Friday, February 11, 2011


Communication is something I take for granted.  Even with my hearing impairment, I am oral.  In other words, I speak and usually understand spoken language (often through lip reading). I have trouble in large groups, places with lots of background noise, and telephones or any place really where I can't see the lips of the speaker.
I'm used to being able to get my point across using my voice.  I'm used to being able to tell doctors what is wrong and how I feel.
Today, I got to experience what it was like to not be able to communicate.  I woke up with a wicked sore throat (I'd been working on it for a day or two already) and completely unable to communicate with my voice.   This was slightly problematic because I needed to go to the doctor.  I feared strep or bronchitis or both (there have been some real nasties going around campus the last few weeks).  Thanks to texting and facebook I was able to find a ride to the doctor.  This was more of a challenge than usual, because I needed someone who could speak "Joy" - a very special language that involves some ASL and some random hand gestures and lots of eye movements.  It was a language developed at Central when I was having so many seizures and wasn't verbal immediately afterwards. Only a small handful of people here at WTS know how to speak "Joy".  Since I was completely non-verbal today I had to find one of those small handful of people to come with me.  I did. :)
A wonderful friend accompanied me to Urgent care and "interpreted" for me.  It was so useful to have her along.  I'm not quite sure what I would have done if I had no one who knew "Joy" who could come with me.  Probably try and write everything out, which would also have been an adventure, since my handwriting leaves a lot to be desired.
After I got home with my medication, which was another adventure altogether (apparently I have a newborn who is sick...if my child gets sicker I have to bring her back to urgent care...that's what my discharge papers say), I took my baby's medication (because I knew it was really for me, not my baby, because I don't have a baby.   It had never crossed my mind that liquid medication, especially medication designed for small children, would be flavored.  I drew the syringe out.  It looked suspiciously yellow. I signed to my roommate that I wondered if it contained banana.  Only one way to find out...I squirted it in my mouth.  It tasted vaguely of banana.  My first instinct was to panic.  The last time I had come in contact with banana, it had been on someone's hands who had touched me.  I had needed 75mg of Benadryl to pull out of it.  I couldn't determine if the hint of banana was artificial or real.  My tongue was starting to feel funny, almost like a pre-reaction. I wasn't sure it was a reaction or the "funny feeling" the doctor had warned me about. There was only one thing to do call.  Call the pharmacy.  Except I had no voice.  Thankfully I have an awesome roommate who was willing to make the call for me.  The pharmacist assured her that all flavoring was artificial.  I hoped and prayed he was right, because if he was wrong, we were wasting precious seconds.  Now, a number of hours later, I'm fairly certain he was right.  Otherwise, I'd be hanging out in the emergency room on a million and five monitors.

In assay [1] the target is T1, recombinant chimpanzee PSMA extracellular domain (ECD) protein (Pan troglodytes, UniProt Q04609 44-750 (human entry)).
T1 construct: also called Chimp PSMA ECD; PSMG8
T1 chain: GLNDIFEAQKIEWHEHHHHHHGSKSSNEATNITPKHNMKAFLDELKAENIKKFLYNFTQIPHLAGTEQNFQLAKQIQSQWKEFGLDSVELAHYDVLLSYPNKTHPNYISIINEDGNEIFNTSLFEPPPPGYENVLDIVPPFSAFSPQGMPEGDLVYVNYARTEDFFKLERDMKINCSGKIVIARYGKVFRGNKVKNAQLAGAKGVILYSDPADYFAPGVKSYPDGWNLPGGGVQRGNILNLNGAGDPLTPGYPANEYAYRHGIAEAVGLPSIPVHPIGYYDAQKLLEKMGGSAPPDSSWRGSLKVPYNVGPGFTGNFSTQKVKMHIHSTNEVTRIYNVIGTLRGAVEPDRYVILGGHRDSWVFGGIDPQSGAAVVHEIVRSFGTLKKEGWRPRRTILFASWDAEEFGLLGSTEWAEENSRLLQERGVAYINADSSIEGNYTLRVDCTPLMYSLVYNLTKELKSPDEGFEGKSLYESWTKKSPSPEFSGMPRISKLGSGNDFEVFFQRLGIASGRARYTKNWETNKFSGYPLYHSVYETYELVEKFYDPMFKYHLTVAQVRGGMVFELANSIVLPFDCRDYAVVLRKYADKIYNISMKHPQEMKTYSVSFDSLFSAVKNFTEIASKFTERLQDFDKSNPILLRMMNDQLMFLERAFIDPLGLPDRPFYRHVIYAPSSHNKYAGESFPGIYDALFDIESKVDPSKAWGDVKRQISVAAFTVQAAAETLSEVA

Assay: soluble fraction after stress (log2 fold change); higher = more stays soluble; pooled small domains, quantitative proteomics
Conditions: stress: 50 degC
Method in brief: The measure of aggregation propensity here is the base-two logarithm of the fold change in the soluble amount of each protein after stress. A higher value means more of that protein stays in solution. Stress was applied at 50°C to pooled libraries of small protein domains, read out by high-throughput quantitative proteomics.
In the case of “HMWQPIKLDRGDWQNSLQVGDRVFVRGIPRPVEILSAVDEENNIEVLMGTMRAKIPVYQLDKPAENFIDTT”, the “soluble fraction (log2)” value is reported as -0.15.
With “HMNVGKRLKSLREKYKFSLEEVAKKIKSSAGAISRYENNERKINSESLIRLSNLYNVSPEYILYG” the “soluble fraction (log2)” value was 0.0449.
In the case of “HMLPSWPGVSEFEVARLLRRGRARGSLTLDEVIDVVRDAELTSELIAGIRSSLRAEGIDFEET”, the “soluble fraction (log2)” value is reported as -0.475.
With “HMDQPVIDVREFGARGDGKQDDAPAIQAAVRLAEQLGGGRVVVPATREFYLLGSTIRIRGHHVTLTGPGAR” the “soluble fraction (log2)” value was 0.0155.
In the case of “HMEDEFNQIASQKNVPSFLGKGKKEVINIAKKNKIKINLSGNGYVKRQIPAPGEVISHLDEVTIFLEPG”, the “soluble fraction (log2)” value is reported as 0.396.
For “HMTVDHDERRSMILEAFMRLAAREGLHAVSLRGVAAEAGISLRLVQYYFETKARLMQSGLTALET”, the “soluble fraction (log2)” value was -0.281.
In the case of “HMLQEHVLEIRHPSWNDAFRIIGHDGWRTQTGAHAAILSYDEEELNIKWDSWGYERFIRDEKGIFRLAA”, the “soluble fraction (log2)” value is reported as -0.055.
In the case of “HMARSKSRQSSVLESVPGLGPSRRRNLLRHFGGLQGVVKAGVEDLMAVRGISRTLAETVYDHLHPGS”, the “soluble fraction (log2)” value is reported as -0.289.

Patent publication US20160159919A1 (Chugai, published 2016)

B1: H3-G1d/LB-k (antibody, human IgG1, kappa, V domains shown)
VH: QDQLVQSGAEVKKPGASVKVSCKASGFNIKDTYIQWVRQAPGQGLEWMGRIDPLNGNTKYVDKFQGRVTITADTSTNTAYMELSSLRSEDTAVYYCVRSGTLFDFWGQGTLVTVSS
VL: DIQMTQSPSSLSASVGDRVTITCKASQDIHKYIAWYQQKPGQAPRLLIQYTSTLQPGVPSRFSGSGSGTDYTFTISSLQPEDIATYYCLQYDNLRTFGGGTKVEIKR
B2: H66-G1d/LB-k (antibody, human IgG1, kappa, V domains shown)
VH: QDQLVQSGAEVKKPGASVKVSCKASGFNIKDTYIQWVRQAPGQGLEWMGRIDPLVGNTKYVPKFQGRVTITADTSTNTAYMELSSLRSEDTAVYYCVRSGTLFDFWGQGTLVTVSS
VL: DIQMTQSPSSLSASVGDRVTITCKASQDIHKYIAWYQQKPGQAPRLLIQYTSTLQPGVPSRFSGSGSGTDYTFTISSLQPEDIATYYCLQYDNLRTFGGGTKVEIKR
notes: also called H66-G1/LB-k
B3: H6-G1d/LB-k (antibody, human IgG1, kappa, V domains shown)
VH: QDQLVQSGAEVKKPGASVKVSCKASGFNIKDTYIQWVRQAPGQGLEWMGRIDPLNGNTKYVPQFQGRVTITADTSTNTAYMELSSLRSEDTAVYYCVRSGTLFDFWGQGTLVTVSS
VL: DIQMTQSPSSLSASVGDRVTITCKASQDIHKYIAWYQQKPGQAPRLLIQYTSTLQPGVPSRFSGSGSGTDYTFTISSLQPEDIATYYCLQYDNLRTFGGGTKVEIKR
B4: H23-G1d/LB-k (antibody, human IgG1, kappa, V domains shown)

It was weird to have to depend on someone else to get my message across.  I had to trust my friends to communicate on my behalf. It reminded me of a Bible verse from Romans 8:26 "In the same way, the Spirit helps us in our weakness. We do not know what we ought to pray for, but the Spirit himself intercedes for us with groans that words cannot express."
When we don't know how to pray, G-d listens to the Spirit who communicates on our behalf.  When I couldn't communicate for myself, the doctors and nurses and pharmacists, listened to my friends who communicated on my behalf.  Just like I had to trust my friends to get my message across, I have to trust the Spirit to communicate with G-d on my behalf.  My friends are trustworthy.  The Spirit is a bajillion times more trustworthy.  That is a great comfort.

No comments: